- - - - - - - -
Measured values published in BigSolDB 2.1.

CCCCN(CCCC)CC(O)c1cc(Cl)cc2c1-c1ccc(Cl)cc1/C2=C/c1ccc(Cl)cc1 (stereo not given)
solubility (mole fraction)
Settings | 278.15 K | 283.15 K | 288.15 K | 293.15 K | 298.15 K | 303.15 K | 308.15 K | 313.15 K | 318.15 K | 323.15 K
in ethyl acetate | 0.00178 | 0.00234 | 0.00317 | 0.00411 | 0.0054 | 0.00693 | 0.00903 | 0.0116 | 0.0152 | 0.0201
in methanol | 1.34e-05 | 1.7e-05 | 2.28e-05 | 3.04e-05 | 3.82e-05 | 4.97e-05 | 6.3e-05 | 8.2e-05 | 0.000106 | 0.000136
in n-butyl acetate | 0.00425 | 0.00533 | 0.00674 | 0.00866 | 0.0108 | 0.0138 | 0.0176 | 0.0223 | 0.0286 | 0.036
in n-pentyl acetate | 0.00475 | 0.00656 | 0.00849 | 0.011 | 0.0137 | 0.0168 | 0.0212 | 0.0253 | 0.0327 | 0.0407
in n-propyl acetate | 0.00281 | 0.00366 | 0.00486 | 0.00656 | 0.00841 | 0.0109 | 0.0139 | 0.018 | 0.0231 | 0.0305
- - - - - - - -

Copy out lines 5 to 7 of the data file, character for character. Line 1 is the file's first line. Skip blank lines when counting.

in ethyl acetate | 0.00178 | 0.00234 | 0.00317 | 0.00411 | 0.0054 | 0.00693 | 0.00903 | 0.0116 | 0.0152 | 0.0201
in methanol | 1.34e-05 | 1.7e-05 | 2.28e-05 | 3.04e-05 | 3.82e-05 | 4.97e-05 | 6.3e-05 | 8.2e-05 | 0.000106 | 0.000136
in n-butyl acetate | 0.00425 | 0.00533 | 0.00674 | 0.00866 | 0.0108 | 0.0138 | 0.0176 | 0.0223 | 0.0286 | 0.036